These factors continually change and the relative importance of one event may matter only in the context of all the others that preceded it. Thus, shooting tear gas at one demonstration may spur more demonstrations, while the same act two days earlier, or in another town, may mean that everyone goes home.

While we can’t offer specific predictions, such as which government will next be forced from power by popular protests, we have learned a great deal from past revolutionary movements to suggest what is likely.

We know that governments that are repressive and personalized (where power centers on one individual), and that dominate the economy and exclude people from access to the government (like the ones in Egypt, Tunisia and most of the Arab world) are more likely to have a revolution.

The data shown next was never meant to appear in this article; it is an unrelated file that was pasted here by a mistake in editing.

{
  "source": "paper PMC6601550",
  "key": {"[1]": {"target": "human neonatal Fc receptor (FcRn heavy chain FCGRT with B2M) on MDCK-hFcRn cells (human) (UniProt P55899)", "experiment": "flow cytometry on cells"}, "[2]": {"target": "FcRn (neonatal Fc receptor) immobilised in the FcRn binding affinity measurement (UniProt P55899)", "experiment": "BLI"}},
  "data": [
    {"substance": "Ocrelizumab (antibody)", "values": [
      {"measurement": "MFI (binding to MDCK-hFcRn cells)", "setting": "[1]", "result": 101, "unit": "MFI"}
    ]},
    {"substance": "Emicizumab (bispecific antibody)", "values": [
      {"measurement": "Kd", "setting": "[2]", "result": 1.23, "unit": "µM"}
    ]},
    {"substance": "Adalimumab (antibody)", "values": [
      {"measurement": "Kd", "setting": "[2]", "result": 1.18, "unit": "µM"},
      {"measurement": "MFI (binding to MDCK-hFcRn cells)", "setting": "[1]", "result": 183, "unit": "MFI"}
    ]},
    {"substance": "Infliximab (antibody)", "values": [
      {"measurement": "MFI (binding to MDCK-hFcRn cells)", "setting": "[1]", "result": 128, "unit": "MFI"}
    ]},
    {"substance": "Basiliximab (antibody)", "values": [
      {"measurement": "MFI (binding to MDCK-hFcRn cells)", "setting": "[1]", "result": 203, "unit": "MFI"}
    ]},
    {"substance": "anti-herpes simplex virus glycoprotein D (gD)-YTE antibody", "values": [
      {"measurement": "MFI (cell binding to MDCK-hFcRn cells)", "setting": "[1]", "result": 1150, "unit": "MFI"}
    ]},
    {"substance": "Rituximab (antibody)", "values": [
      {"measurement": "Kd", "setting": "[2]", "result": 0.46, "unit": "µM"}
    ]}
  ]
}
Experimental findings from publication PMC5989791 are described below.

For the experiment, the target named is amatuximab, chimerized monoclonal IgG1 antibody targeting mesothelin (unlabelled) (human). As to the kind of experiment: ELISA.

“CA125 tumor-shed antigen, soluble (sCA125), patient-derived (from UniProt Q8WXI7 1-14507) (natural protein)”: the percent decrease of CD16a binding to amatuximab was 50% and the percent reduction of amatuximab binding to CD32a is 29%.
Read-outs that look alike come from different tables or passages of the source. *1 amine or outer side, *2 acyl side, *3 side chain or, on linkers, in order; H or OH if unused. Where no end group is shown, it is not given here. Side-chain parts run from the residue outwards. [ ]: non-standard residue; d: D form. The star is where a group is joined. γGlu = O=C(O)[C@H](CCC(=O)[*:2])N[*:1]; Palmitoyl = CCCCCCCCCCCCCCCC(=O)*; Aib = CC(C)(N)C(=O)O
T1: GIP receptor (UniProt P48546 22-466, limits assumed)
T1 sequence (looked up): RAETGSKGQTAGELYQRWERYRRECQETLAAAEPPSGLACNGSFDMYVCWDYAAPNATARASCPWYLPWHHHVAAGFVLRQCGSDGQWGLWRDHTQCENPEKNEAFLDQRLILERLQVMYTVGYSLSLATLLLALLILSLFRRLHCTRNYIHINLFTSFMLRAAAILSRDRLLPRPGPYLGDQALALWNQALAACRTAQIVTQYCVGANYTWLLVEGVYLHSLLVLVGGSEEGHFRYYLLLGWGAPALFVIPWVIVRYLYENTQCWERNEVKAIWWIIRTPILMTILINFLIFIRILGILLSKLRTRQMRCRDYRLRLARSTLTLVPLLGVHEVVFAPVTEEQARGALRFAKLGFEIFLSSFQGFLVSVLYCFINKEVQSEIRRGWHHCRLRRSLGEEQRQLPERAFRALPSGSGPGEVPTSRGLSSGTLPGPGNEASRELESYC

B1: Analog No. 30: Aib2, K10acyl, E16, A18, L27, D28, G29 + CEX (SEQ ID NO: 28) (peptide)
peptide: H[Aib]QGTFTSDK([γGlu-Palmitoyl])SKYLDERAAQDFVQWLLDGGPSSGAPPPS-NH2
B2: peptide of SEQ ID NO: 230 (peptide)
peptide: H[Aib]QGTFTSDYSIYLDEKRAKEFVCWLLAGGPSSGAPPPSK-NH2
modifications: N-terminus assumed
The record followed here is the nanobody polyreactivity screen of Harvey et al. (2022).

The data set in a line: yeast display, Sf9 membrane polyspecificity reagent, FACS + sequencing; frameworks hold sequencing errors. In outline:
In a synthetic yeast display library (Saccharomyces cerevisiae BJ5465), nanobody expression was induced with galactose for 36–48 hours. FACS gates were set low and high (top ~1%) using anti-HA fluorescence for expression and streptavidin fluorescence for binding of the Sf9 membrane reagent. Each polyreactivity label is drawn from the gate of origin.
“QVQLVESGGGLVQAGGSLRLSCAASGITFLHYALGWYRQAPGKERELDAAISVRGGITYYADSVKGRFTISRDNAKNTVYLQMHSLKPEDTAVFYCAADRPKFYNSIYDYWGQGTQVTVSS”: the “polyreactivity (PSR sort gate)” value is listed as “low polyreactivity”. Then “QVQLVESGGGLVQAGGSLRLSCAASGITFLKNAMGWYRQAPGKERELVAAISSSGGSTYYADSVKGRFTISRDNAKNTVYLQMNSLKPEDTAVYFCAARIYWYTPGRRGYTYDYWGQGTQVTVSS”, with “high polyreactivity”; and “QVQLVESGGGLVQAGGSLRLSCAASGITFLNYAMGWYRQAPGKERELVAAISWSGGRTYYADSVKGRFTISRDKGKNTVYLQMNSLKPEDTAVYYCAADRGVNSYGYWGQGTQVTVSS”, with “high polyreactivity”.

In contrast, governments that have divided powers and a strong rule of law, that regulate the economy and offer multiple ways for citizens to access the government — like liberal democracies — are extremely unlikely to have a revolution.

The problem is that repressive and autocratic government has been the rule for Egypt (and most of the Arab world) for the past 30 years at least.

Something has to happen to spark that revolutionary moment, and that action is impossible to predict. It could be an earthquake (Nicaragua), hosting the Olympic Games (South Korea), calling an early election (the Philippines), an economic crisis (Indonesia), a policy change in a foreign government (Iran), a suicidal prince who kills most of the royal family (Nepal), the self-immolation of a young frustrated vendor (Tunisia), the successful overthrow of a neighboring similar government (Czechoslovakia and Egypt?) — and the list goes on.